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Chicago Sun-Times
Chicago Sun-Times
Mark Potash

Ryan Poles in no rush to upgrade Bears’ defensive line

Defensive end DeMarcus Walker (95, sacking Bengals quarterback Joe Burrow) had seven sacks for the Titans last season. (Photo by Silas Walker/Getty Images)

New Bears defensive end DeMarcus Walker was “abso-[expletive]-lutely” engaging, ebullient and quotable at his introductory press conference last week. But when it came to the crux of the matter — “How effective will you be in Matt Eberflus’ defense?” — he pretty quickly put on the brakes. 

“Obviously, it takes two things. It’s not just me,” said Walker, who signed a three-year, $21 million contract as a free agent. “It’s the coaches putting players in good positions to make plays and me going out and trusting the game plan and my skills. So I think those two have to come hand-in-hand. We’ll see how that goes.” 

Indeed we will. Walker, a second-round draft pick by the Broncos in 2017, had a “breakout” season for the Titans in 2022 — seven sacks in 426 defensive snaps after having just two sacks in 456 defensive snaps for the Texans in 2021. 

“DeMarcus Walker adds a big, tough, violent heavy-handed guy that can play defensive end and kick inside and rush, too,” Poles said. “So we’re pumped about that.” 

Walker’s seven sacks last season are a significant improvement in production, but still a modest total and an unreliable indicator of more to come. Trevis Gipson had a breakout season with seven sacks in Sean Desai’s defense in 2021, but had only two in Eberflus’ defense in 2022. 

That’s one reason why Walker is here. The Bears’ defensive line was historically ineffective last season. The Bears were 31st against the run (157.3 yards per game) and 32nd in sacks (20) in Eberflus’ first season after ranking 23rd (125.1) and fourth (49) in those categories under Desai in 2021.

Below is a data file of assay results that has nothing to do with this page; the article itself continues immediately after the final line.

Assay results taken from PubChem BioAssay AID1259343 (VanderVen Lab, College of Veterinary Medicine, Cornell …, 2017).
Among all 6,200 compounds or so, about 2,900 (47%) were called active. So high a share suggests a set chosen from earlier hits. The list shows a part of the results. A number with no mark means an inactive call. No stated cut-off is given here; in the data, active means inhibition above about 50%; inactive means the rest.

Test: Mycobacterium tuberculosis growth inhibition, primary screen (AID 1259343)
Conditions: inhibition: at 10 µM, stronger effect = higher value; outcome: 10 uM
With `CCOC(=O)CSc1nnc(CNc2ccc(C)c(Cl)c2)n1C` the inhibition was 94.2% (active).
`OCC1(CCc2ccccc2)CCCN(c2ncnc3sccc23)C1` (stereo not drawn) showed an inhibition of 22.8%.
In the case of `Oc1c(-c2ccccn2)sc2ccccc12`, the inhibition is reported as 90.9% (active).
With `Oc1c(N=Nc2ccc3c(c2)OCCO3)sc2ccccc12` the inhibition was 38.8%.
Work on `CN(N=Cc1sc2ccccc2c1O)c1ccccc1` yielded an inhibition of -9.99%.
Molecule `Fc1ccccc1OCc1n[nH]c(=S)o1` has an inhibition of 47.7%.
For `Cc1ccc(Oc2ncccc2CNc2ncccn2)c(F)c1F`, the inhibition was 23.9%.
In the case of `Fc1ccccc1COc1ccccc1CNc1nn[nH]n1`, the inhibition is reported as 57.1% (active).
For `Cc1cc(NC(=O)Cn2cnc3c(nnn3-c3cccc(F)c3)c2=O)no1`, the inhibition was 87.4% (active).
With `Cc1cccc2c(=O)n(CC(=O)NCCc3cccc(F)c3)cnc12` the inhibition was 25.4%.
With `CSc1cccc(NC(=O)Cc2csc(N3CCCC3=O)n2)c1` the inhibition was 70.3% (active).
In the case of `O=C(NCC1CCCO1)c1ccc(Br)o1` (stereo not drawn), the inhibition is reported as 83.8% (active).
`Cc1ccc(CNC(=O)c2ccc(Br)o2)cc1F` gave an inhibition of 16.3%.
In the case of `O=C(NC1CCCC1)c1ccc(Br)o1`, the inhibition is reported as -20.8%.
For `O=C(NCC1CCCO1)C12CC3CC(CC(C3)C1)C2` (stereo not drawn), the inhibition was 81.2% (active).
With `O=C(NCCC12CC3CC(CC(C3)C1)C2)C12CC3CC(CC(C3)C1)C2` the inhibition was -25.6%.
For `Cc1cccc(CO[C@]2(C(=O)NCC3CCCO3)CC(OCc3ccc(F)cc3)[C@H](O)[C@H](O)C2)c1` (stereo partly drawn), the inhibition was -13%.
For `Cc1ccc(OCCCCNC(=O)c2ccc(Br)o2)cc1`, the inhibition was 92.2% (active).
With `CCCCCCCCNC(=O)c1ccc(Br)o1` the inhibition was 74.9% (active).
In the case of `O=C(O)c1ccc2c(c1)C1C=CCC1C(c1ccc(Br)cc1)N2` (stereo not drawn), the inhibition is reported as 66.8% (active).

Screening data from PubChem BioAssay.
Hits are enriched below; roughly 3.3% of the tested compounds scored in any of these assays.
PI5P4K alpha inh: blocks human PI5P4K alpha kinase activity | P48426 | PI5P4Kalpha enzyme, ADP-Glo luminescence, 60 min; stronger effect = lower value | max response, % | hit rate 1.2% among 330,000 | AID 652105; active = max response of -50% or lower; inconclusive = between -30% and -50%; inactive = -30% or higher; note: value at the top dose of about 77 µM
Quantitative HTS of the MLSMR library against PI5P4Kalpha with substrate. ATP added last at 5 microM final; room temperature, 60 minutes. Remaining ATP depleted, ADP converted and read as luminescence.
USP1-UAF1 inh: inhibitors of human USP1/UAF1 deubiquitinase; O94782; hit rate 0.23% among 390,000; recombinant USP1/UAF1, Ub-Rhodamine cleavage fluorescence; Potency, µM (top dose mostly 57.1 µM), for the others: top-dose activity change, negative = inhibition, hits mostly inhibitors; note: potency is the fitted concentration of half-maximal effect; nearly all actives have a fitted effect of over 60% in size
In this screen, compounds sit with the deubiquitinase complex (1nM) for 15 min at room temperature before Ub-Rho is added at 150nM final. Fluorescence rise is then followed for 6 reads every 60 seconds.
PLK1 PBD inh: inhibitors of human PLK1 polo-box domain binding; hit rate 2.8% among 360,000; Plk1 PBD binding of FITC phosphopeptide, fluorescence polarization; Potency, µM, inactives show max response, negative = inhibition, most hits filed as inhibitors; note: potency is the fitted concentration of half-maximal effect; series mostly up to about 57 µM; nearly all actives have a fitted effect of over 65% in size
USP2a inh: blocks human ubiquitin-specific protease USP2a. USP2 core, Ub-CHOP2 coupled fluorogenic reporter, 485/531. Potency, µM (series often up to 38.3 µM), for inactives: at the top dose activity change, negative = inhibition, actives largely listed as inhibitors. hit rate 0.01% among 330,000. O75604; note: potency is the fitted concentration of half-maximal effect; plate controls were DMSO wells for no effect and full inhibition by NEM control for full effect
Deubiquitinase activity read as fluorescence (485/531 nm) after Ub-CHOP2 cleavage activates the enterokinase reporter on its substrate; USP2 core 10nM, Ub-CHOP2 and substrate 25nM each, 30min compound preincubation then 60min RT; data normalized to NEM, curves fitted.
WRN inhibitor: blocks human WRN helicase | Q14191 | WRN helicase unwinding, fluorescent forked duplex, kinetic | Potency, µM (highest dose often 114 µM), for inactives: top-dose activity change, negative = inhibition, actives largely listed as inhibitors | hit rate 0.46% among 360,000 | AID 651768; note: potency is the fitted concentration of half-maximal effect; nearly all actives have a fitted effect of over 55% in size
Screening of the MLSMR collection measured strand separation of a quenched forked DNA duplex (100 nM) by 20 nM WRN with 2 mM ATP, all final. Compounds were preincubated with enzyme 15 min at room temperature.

The defensive line, in fact, had just 10.5 of the Bears’ 20 sacks last season — an embarrassingly low total. Adding to the ignominy, rookie safety Jaquan Brisker led the Bears’ in sacks — with four. 

It was a drastic fall from the peak of the Vic Fangio era in 2018, when the Bears led the league in rushing defense (80.0 yards per game) and third in sacks (50). It was the worst performance by a Bears defense since 2013, when the Bears were 32nd in rush defense (161.4 yards per game) and tied for 31st and last in sacks (31). 

Like that 2013 season when Marc Trestman and defensive coordinator Mel Tucker replaced Lovie Smith, 2022 was a transition year, with Eberflus replacing head coach Matt Nagy and defensive coordinator Desai. 

The Bears’ defense didn’t improve in Tucker’s second season in 2014, despite general manager Phil Emery shoring up the defensive line with ends Jared Allen, Willie Young and Lamarr Houston in free agency and rookie tackles Ego Ferguson and Will Sutton in the draft.

As Emery did that season, Bears GM Ryan Poles is expected to fortify the defensive line this offseason. But he’s off to a slower-than-expected start. He passed on the marquee players in free agency — defensive tackles Javon Hargrave and Dre’Mont Jones — and signed only Walker and defensive tackle Andrew Billings.